August 2022 will be a big month for the Kenyan political landscape.
How Christians engage the Kenyan political space can be reduced to three major extremes:
- Politics is a “no-go zone” for Christians
- Voting should maintain our ethical power bloc
- Christians should organize themselves around some utopian party made up of only Jesus-followers
These three remain problematic ways to engage the political space. The first and third, create a dichotomy between private Christian confession and pluralistic public life. Because the political space is made up of many voices, the first option calls for a retreat from the space. The third option seems different in that it engages the space but engages it from a perspective that doesn’t engage with the reality (and complexity) of diversity. The second option stubbornly seeks a monochromatic ethnic definition, rather than a diverse and rich ethnic contribution to Kenya’s public life.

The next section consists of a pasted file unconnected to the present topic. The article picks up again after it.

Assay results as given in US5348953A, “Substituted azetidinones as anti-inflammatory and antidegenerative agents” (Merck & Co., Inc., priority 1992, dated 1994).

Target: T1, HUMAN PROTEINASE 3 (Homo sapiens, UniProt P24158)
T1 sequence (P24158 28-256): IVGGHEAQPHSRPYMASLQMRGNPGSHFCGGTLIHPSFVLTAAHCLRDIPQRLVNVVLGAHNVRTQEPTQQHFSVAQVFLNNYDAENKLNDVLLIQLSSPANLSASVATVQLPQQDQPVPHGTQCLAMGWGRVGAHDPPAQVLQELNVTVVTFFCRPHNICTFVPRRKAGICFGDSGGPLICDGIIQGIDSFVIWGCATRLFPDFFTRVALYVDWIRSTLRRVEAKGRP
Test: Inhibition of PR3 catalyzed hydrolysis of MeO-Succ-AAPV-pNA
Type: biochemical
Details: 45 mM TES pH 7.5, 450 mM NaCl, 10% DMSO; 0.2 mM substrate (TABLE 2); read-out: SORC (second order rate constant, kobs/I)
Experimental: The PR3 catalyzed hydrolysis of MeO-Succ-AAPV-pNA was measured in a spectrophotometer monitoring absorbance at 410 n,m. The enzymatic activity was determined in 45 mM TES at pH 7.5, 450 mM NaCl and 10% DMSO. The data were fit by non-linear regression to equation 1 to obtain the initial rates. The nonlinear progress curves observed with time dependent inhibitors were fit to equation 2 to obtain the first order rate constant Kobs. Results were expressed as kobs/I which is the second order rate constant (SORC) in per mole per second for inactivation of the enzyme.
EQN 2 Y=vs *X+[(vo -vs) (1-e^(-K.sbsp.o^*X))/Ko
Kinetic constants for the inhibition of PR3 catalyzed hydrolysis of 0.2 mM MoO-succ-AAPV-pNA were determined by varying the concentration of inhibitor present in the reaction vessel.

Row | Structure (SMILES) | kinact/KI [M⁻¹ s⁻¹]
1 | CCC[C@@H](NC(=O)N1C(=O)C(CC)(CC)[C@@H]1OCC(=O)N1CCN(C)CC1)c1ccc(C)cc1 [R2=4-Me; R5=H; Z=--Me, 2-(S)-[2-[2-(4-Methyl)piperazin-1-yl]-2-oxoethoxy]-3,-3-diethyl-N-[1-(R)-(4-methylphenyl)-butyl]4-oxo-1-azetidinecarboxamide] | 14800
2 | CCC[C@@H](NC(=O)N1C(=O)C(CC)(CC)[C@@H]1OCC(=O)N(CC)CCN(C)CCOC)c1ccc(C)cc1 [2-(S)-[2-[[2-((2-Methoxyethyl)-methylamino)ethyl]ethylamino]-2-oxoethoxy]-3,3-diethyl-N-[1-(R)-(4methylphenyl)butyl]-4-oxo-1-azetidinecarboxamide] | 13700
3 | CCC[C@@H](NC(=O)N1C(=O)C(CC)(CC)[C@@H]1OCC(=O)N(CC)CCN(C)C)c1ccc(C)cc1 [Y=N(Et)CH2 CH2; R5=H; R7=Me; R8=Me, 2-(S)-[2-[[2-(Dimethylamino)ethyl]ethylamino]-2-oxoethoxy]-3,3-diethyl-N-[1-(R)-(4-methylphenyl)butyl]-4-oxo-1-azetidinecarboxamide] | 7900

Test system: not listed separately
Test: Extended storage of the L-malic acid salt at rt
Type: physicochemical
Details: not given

I have argued elsewhere that rather than this dischotomous thinking, the Church has vast resources in how our faith engages with public life. In this paper, I engage with key African theologians and scholar-practitioners such as Emmanuel Katongole, Sammy Gitari, Damaris Parsitau and Timothy Njoya, to distill helpful elements that can help us to engage our public life. By retrieving the global church’s historical thinking on the matter, this paper explores the implications for African societies, including the church, theological institutions, and public life.